I was very excited to be given the chance to review The Keresa Headdress by Larry Shackleford. Larry is no stranger to this blog, recently he wrote a post about his inspirations behind The Keresa Headdress - if you missed his post you can catch it here.
What's the story?It’s just a routine case at the FBI’s Salt Lake City offices. The young woman’s boyfriend is missing, possibly dead. Agent Karen Adams thinks he’s probably just out with another woman—but then the Royal Canadian Mounted Police come calling. Why would they care about a wayward addict cheating on his girlfriend in Utah?
Soon, Karen is involved in a case like nothing she’s ever seen, navigating through an international criminal network of drugs, sex trafficking, murder, and the black market trade of priceless archaeological relics.
Her new partner Marcus “Playboy” McCoy—handsome, charming, and almost unbearably crass—is equal parts help and hindrance as she navigates a seamy underworld in the Utah desert.
But she also finds assistance from some unusual sources: a graduate student in archaeology, a dissatisfied sister-wife from a polygamous commune, and an undercover Canadian Mountie. Together they become entangled in the web of international crime and the only way out is to find the most priceless artifact of all: the legendary Keresa Headdress.
What did I think of the Story?
Oh my days - what a story. From the opening passage I was gripped. I was seriously addicted to this book.
Let me set the scene...imagine, if you will, Lethal Weapon mixed with Indiana Jones, 24, Spooks, Little House on the Prairie (yes, I did just say that!) and I don't know...something similar to the beautiful romance that was in Water for Elephants -- I kid you not -- This was all in one book!
There is no doubt in my mind that Shackelford is a master storyteller - it was like watching a movie - it was that easy to read. The pace of the story did not once slow down. This book draws you in and keeps you there, right up until the end.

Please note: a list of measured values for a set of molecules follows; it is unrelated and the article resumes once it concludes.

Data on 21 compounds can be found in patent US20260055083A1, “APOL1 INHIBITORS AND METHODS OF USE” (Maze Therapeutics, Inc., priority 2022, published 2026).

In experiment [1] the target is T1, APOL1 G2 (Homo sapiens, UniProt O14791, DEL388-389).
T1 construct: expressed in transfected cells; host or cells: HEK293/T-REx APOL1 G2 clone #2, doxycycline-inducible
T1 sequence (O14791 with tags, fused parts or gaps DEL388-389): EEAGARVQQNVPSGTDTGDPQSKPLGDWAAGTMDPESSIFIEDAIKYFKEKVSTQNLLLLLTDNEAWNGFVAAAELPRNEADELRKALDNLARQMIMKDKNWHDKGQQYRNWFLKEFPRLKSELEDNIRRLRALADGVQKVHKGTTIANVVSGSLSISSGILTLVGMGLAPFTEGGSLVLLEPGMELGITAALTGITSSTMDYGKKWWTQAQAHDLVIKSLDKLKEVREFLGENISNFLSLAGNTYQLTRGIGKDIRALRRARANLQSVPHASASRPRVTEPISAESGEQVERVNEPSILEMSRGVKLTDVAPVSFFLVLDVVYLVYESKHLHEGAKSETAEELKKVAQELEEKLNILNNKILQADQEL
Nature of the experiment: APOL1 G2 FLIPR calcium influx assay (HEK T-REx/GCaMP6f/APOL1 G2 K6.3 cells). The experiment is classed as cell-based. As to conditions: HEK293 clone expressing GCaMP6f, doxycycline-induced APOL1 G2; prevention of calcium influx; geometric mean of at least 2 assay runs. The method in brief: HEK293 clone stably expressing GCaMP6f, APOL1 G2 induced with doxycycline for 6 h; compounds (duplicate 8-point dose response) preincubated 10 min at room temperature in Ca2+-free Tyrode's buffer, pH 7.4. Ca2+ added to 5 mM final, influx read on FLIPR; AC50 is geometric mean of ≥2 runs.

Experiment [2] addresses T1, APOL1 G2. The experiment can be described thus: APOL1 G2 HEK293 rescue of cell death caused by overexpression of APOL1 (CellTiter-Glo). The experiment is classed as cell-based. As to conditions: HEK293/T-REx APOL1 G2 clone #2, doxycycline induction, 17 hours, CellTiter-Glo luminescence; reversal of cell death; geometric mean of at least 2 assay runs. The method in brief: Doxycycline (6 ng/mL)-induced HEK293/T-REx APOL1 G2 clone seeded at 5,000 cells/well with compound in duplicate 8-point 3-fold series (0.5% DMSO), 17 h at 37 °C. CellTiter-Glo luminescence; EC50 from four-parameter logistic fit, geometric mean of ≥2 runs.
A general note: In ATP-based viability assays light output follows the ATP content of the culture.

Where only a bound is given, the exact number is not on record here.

Karen is such a superb character. I think we all know someone like Karen. She was alive in this book. She was so real, so believably wonderful – in my opinion, the perfect protagonist.
In contrast, if there was ever a partner so unsuitable for Karen it had to be Marcus. They played so well off each other, Karen was smart, respectable, while Marcus was an oversexed.... I found myself cringing, alongside Karen, at Marcus's many antics and please don't get me started on those grossly inappropriate Hawaiian shirts!
The story has so many twists, turns and unexpected events that this is a sitting-on-the-edge-of your-seat type of experience. It is a full on action adventure, with archaeology thrown in. Bonus!
The story does deal with some really difficult issues. There is a dark underworld in this book which preys on the vulnerable. I thought Shackelford was very sensitive in his approach when he wrote about this.
The antagonists were, as you would expect - awful, but very, very clever. They were not stupid villains; they had connections, insiders. They were ruthless in their pursuit of their goals. They were in it for the money, and nothing, not even the FBI was going to get in their way. Indeed, for most of the book the FBI were chasing their own tails - always one step behind.
The book, as the title suggests, revolves around the Black-Market in stolen archaeological artifacts. I found this absolutely fascinating. I thought this was a tricky subject to explain without it becoming a mini-lecture, but Shackledford depicted his knowledge so well that I didn't realise it was being explained - it was just part of the story. Now that takes some talent
The Keresa Headdress is a truly remarkable book. I loved it! I will definitely be reading more books from this author.
I would Highly Recommend that you check this out.
Where can I buy this fabulous book?
Larry was raised in southwest Missouri where he received his college degree, but he received his education after he graduated and began working in a maximum-security federal prison. After spending two years behind bars, he continued his law enforcement career as a criminal investigator, residing and working in eight states and two foreign countries. Larry retired from law enforcement after twenty-five years of service and resides in Salt Lake City with his wife and cat.